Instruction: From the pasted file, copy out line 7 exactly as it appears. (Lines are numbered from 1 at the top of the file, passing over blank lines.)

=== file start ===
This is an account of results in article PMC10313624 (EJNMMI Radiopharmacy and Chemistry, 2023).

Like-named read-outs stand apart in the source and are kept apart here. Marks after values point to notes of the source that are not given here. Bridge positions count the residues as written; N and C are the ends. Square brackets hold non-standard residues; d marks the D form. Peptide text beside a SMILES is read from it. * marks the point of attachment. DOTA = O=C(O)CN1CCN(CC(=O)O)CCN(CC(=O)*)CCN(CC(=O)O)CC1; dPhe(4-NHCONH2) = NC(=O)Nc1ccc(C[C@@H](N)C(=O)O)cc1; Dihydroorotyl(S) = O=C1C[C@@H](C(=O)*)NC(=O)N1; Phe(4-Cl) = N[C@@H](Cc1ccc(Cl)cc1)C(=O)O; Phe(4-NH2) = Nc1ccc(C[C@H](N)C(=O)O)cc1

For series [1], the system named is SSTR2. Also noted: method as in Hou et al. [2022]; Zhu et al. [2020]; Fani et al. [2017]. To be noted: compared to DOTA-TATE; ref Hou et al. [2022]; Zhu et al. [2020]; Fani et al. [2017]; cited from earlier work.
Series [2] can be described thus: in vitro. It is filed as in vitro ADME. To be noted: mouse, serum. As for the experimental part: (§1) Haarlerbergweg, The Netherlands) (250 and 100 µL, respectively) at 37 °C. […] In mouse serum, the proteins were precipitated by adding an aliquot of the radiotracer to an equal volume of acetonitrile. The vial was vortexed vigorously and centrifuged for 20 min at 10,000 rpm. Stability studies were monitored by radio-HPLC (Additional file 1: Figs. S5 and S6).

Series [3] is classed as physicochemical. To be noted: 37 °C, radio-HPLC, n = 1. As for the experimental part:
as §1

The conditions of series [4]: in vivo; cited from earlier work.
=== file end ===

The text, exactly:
The conditions of series [4]: in vivo; cited from earlier work.